How a new digital initiative is giving rural communities that rely on tourism for their income a space to share their stories
Every year on January 15, Kamla Pandey makes garlands of ghughuti (deep fried dough made with wheat flour, jaggery, milk and ghee) to feed crows in her village, as generations of her ancestors have done before. The 48-year-old owner of a homestay in Sarmoli, Uttarakhand, recounts the tale told by her mother: when the heir to the Chandra dynasty was kidnapped, the crows of Kumaon helped the king find his son. “In celebration of [their son’s] return, the royal couple threw a lavish banquet… But as evening fell and it got too late, the birds could not attend the feast. So they were especially invited the next day,” says Pandey.
This is one of the first posts on Voices of Rural India (VoRI), a platform where people from rural communities that largely relied on tourism for their income can share their tales. Launched on August 15, the not-for-profit initiative works with established community-based tourism organisations — like Global Himalayan Expedition, Himalayan Ecotourism, Himalayan Ark, Grassroutes Journeys and Spiti Ecosphere, among others — to identify storytellers. Locals are encouraged to submit narratives in audio/visual/text format, which are edited, fact-checked, published and promoted by a team of volunteers at VoRI. The website carries both the edited English version and the original in the local language.
The Voices of Rural India process
Tales of stars and spirits
The storytellers are typically guides, homestay hosts, people involved in tourism, and youth and women from the community, says travel blogger and author Shivya Nath, who co-founded VoRI with Malika Virdi, the sarpanch of Sarmoli Jainti Van Panchayat, and social entrepreneur Osama Manzar. The trio (who has worked together on other projects in the past) joined forces with the common vision of empowering rural communities to access digital opportunities. “Encouraged by the response of grassroots organisations and by the support extended by Manzar and his Digital Empowerment Foundation, the project got underway by end of May,” says Nath.
The contributors range from an amchi (traditional medicine practitioner) from Spiti who talks about the unsolved mystery of a 550-year-old monk found mummified in the mountain village of Giu in 1975, to a student from Tirthan Valley in Himachal Pradesh who shares details about a local festival in which men wear clothes of grass and yell abuses to provoke bad spirits. An eleventh grader from Maan village, Stanzin Dolkar, talks about her interest in astronomy, while a postman from Ladakh shares his fascination for petroglyphs dating back to the Bronze Age that he has found while walking on the job. A storyteller earns ₹1,000 for each tale accepted for publication.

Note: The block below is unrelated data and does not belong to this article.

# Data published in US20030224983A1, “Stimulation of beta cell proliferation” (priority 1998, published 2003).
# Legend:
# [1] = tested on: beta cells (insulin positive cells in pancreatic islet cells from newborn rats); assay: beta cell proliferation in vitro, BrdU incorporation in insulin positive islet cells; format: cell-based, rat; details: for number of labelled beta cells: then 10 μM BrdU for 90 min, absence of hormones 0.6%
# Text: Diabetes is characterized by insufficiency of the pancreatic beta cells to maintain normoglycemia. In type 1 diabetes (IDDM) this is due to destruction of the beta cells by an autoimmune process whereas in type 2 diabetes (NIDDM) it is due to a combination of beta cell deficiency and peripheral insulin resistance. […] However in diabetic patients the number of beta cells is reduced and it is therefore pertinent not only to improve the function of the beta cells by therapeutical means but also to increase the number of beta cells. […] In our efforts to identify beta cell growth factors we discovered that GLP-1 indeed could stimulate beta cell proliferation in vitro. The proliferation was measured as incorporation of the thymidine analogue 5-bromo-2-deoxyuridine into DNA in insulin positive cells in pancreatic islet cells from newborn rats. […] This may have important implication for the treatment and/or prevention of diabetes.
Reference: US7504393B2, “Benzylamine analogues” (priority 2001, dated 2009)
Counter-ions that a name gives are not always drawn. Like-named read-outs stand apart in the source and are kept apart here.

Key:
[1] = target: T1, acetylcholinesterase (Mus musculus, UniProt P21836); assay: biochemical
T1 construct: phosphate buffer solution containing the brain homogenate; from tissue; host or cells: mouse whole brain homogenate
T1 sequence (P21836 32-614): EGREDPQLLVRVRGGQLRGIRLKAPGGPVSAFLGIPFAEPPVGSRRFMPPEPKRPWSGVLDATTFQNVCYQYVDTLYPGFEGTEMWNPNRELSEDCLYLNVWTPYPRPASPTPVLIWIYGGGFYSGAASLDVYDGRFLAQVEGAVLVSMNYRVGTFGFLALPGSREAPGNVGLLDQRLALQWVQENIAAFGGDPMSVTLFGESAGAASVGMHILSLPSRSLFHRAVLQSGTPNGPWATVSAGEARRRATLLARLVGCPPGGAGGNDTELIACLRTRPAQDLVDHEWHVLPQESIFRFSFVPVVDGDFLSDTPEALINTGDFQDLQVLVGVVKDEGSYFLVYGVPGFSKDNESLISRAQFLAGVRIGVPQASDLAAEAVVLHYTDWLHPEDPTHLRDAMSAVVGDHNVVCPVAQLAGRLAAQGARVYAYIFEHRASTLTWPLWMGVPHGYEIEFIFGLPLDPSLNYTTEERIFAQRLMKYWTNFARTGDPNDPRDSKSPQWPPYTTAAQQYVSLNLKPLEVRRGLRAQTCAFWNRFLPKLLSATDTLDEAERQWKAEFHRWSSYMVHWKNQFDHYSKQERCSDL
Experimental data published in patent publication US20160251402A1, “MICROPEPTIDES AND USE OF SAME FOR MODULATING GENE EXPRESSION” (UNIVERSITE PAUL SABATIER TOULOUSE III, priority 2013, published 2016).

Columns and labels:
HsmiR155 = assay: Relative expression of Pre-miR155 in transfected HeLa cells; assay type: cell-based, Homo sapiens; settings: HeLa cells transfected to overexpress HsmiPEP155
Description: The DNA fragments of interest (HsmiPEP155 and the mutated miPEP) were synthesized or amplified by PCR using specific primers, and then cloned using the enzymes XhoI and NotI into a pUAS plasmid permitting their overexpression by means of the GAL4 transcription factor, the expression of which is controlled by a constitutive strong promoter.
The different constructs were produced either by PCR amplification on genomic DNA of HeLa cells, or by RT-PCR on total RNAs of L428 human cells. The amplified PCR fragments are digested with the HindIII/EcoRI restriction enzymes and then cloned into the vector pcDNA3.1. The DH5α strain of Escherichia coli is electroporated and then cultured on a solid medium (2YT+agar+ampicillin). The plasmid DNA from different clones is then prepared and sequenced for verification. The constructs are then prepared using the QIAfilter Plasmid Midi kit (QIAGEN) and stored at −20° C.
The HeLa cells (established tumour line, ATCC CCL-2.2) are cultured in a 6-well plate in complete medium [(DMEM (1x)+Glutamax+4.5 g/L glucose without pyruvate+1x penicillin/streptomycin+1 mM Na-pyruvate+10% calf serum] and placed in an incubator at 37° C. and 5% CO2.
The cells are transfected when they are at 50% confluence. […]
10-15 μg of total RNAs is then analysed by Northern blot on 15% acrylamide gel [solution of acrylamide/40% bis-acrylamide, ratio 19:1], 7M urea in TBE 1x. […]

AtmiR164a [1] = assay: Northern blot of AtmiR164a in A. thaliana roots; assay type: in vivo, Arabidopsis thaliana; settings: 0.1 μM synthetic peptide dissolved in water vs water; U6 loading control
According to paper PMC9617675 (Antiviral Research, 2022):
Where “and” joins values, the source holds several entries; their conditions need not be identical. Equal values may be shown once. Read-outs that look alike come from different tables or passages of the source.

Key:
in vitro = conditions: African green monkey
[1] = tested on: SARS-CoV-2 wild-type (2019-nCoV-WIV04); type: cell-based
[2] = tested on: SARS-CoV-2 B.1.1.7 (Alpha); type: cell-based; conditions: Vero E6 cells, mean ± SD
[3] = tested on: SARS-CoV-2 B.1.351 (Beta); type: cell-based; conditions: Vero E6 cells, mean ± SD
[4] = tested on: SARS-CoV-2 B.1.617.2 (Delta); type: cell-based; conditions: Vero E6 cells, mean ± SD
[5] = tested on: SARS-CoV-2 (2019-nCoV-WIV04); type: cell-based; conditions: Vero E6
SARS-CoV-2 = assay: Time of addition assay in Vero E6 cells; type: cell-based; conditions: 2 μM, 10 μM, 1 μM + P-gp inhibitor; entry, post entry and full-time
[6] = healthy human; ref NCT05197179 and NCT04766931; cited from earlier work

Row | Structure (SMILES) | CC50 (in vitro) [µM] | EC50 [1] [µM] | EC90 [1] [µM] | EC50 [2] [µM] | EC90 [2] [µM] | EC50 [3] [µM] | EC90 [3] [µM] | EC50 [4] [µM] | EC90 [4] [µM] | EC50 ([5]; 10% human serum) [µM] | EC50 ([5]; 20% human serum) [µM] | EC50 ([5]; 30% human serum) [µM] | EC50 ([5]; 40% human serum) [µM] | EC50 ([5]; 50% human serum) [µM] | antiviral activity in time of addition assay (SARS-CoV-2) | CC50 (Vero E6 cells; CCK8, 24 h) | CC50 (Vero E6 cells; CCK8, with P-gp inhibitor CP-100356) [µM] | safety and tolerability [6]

(Left to right) Co-founders Shivya Nath, Osama Manzar and Malika Virdi
A new future for tourism
More than just being a repository of local wisdom, culture and traditions, the project aims to provide an alternate stream of income for those who, for many years, have depended on tourism. (April to June, which in pre-Covid times would have been peak tourist season in Ladakh, went by in lockdown.) To tide over bad times, guides and homestay hosts have taken up labour work over the summer. Others have turned to agriculture, but it has been difficult since not everyone owns land, explains Nath.
In Sarmoli, Virdi says, “While tourism brought in much-needed money, traditional livelihoods like farming and woolwork were kept intact, as were the upkeep and use of the forest commons. With a decision to defer taking in tourists even after lockdown, the communities have gone back to their core strengths and are investing this time in learning new skills to negotiate a better future in tourism.”
Some of the storytellers on Voices of Rural India
Currently, VoRI is looking for volunteers with editing and social media expertise, as well as people to help develop fun and engaging training material that can be shared via WhatsApp or in a socially-distanced way. “We’re looking forward to a post-Covid world where we can physically travel to visit the communities we’re virtually working with, conduct digital storytelling workshops, identify local talent and hopefully bridge some of the gaping urban-rural digital divide,” says Nath. Meanwhile, we can read more stories from the likes of Kamla Pandey and hope that we can visit Sarmoli soon to partake of some piping hot ghughuti to beat the biting cold of the hills.
Details: voicesofruralindia.org and @voicesofruralindia on Instagram